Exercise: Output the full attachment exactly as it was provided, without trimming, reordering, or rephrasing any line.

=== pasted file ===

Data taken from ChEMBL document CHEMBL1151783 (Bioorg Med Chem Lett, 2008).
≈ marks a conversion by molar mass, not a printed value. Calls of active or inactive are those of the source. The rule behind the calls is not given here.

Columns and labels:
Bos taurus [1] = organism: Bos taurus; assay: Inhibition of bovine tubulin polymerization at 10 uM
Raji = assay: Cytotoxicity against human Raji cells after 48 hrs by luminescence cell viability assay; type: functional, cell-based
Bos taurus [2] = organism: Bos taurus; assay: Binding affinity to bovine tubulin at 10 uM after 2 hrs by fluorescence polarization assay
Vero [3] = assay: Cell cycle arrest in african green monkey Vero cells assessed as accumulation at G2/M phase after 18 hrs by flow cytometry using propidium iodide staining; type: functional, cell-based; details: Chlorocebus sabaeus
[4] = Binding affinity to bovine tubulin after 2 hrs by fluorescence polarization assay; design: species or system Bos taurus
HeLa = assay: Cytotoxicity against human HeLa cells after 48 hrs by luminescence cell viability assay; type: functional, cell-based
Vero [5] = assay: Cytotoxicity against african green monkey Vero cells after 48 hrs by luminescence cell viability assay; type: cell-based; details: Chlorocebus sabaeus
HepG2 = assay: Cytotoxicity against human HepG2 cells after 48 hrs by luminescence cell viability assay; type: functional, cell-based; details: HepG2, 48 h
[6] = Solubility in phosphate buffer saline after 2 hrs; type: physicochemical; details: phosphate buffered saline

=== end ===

Data taken from ChEMBL document CHEMBL1151783 (Bioorg Med Chem Lett, 2008).
≈ marks a conversion by molar mass, not a printed value. Calls of active or inactive are those of the source. The rule behind the calls is not given here.

Columns and labels:
Bos taurus [1] = organism: Bos taurus; assay: Inhibition of bovine tubulin polymerization at 10 uM
Raji = assay: Cytotoxicity against human Raji cells after 48 hrs by luminescence cell viability assay; type: functional, cell-based
Bos taurus [2] = organism: Bos taurus; assay: Binding affinity to bovine tubulin at 10 uM after 2 hrs by fluorescence polarization assay
Vero [3] = assay: Cell cycle arrest in african green monkey Vero cells assessed as accumulation at G2/M phase after 18 hrs by flow cytometry using propidium iodide staining; type: functional, cell-based; details: Chlorocebus sabaeus
[4] = Binding affinity to bovine tubulin after 2 hrs by fluorescence polarization assay; design: species or system Bos taurus
HeLa = assay: Cytotoxicity against human HeLa cells after 48 hrs by luminescence cell viability assay; type: functional, cell-based
Vero [5] = assay: Cytotoxicity against african green monkey Vero cells after 48 hrs by luminescence cell viability assay; type: cell-based; details: Chlorocebus sabaeus
HepG2 = assay: Cytotoxicity against human HepG2 cells after 48 hrs by luminescence cell viability assay; type: functional, cell-based; details: HepG2, 48 h
[6] = Solubility in phosphate buffer saline after 2 hrs; type: physicochemical; details: phosphate buffered saline